Before Aidan DeStefano came out as trans, he felt “trapped.” As a child, he kept his hair short and wore boys’ clothes.
“How could I possibly explain to somebody that I had a male brain but female body?” said DeStefano, who started testosterone at age 15 before later undergoing gender-affirming surgery.
Now 20, DeStefano has spent the last several years waking “up with the biggest smile on my face, knowing that … nobody can stop me.” He recently supported the U.S. Supreme Court’s declination to hear a case challenging Boyertown School District’s policy allowing trans students to use bathrooms and locker rooms corresponding to their authentic genders.
DeStefano joined Mayor Jim Kenney, Office of LGBT Affairs staff and LGBTQ community members and leaders for the fifth-annual trans flag raising at City Hall on Thursday afternoon.
Hoisting the blue, pink and white stripes in the air kicked off the Philadelphia Trans Wellness Conference, the largest free trans conference in the world, running July 25-27 at the Pennsylvania Convention Center. Philadelphia was the first U.S. city to raise a trans flag at a municipal building, said Office of LGBT Affairs Executive Director Amber Hikes, and is still the largest locale to do so.
“In Philadelphia, we know that it is transgender, nonbinary and gender nonconforming communities who throughout history have long led the battle for the fundamental rights of all of us,” Hikes said to the crowd of about 100 people. “We know that it’s trans activists and trailblazers since the beginning of time who have fought for our right to be seen, recognized and affirmed in our true, most authentic selves.”
Many speakers noted the importance of celebrating the conference’s “trans joy” theme amid a national inclination toward hate and violence directed at the trans community during speeches at Thursday’s event.
Tatyana Woodard, trans woman and community engagement coordinator at Mazzoni Center, said it was a “difficult year” for the community between President Trump’s administration and the high murder rate of trans women of color.
In May, the Trump administration proposed legislation — popularly dubbed the “Denial of Care Rule” — that would allow healthcare workers to refuse to perform gender-affirming surgeries because of personal religious beliefs. The law’s enactment was pushed back after local and national LGBTQ organizations challenged it in court.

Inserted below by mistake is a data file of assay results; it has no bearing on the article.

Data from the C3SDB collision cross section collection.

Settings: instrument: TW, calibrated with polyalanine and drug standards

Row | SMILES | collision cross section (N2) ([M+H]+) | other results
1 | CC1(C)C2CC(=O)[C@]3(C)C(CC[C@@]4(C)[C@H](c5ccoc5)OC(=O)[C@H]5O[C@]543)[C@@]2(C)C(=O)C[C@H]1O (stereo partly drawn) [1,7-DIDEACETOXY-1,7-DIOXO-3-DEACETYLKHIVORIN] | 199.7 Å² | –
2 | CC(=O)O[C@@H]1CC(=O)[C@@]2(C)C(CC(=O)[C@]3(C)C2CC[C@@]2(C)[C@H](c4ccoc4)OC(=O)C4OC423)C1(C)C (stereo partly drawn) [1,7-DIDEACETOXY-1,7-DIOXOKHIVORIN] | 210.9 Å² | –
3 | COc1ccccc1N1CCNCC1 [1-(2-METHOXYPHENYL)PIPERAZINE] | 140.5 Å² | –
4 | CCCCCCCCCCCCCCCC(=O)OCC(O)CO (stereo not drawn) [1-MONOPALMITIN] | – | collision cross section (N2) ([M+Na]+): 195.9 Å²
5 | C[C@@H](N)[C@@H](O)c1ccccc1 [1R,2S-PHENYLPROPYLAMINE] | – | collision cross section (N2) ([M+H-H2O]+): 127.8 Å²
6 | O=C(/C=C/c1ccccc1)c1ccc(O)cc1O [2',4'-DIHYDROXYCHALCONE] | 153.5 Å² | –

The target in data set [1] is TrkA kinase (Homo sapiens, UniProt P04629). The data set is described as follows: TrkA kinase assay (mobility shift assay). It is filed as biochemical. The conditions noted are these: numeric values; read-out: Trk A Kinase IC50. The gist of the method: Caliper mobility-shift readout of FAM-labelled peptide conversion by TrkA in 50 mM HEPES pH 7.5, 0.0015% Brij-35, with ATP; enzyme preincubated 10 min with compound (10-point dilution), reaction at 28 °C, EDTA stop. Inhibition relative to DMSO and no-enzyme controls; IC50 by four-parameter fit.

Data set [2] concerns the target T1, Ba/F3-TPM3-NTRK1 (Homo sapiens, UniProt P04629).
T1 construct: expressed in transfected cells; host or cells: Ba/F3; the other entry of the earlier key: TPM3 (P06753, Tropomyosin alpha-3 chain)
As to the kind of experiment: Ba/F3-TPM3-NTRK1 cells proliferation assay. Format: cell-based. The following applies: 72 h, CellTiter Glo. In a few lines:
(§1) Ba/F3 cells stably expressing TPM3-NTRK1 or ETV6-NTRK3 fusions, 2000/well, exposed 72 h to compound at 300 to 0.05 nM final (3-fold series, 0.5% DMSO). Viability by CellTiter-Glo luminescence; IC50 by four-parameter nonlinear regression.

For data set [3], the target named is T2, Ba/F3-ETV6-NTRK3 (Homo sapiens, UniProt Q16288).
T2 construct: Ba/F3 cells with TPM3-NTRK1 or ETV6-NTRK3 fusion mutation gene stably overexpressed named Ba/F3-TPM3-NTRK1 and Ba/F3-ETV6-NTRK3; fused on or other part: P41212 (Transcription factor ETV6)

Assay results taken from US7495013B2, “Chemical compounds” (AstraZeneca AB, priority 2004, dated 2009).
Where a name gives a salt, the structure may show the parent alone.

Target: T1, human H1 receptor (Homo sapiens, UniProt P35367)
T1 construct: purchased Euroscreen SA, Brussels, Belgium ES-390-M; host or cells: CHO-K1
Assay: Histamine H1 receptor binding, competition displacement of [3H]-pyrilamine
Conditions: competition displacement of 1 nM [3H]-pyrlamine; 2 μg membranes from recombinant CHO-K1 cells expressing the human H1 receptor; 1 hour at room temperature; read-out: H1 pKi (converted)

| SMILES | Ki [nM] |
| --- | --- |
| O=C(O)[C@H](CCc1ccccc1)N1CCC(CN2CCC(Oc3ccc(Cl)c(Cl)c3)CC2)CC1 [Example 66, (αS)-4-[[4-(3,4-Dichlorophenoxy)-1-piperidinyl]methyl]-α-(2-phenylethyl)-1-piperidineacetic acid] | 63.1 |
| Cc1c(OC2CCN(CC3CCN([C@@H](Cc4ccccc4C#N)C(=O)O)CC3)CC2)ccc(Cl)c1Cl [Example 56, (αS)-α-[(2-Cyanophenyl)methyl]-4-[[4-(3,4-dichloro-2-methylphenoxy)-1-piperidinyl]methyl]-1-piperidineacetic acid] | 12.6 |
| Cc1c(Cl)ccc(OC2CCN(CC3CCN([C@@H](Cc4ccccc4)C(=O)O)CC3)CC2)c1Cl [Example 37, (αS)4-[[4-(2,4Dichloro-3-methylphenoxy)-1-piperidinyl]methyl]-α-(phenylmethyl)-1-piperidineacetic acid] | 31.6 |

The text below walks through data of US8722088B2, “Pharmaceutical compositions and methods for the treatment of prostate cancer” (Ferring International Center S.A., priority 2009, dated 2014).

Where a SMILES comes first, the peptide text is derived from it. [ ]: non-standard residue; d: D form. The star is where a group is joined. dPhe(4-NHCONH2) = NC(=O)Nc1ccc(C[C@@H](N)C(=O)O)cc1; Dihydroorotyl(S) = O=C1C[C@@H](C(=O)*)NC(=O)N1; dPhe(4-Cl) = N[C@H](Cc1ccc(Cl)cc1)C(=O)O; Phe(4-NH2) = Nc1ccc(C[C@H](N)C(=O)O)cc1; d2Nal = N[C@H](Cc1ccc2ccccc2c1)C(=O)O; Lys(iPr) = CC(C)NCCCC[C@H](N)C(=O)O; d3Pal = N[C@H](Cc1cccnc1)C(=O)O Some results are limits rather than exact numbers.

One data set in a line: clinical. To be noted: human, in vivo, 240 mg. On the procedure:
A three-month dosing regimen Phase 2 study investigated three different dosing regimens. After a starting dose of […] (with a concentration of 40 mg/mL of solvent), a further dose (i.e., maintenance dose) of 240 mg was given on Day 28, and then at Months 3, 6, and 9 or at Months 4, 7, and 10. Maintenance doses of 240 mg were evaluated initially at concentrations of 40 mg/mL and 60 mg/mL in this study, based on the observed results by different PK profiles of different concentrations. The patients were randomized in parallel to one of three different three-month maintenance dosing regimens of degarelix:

The Human Rights Campaign has identified at least 12 trans people — all Black trans women — who have been murdered across the country in 2019, including Philadelphia’s Tameka “Michelle” Washington, who was killed in the city’s Franklinville neighborhood May 19.
“It is our responsibility now more than ever to make sure we protect our trans and nonbinary community members' right to exist, be seen and be proud,” Kenney said. “We must work harder than ever to ensure that trans, nonbinary and gender nonconforming folks are cared for legally, physically, emotionally and mentally.”
Jay Alston, Mazzoni Center’s events coordinator for technology and data and new board member of the Mayor’s Commission on LGBT Affairs, asked how the trans community can push for wellness amid “a violent and deeply troubled culture.”
“We fight our battles as individuals, in doctors’ offices, courtrooms, workplaces and classrooms around the world, but the trans community has an even greater fight toward true holistic wellness,” he said.
Both locals and out-of-towners gathered for Thursday’s event. Around 10,000 people from across the world are anticipated to attend the Philadelphia Trans Wellness Conference.
Jules Zuckerberg, who came from Brooklyn, New York for the conference, said the flag raising was a “wonderful and symbolic moment.”
“This was trans visibility,” they said. “This was radical activism, the whole city uniting.”
Zuckerberg’s friend, Dash Kwiatkowski, also of New York, said “the legitimacy of a city raising the flag means a lot” because both Democratic and Republican presidential administrations have taken “fairly anti-trans” stances in recent years.
“It’s little steps [like this] that let people from these groups know that they are welcome and letting people who oppose these groups know that they are unwelcome,” he said.
Others in Thursday’s crowd would prefer to see Philadelphia officials support the trans community through policies and resources.
North Philadelphia trans person Melody, who preferred to be identified by their first name, said they would “love the city to be more proactive” by allowing people to use chosen names on city municipal IDs, which allow self-selection of gender.
Southwest Philadelphia resident and trans man Ayydn Edwards said that while visibility is important, “there’s so much more that people can do to show that they're accepting trans people and nonbinary people into the city,” like expanding medical care.
“There are so many things that they can change and that they can work out to help more trans people feel accepted in hospitals and [by] primary doctors,” he added.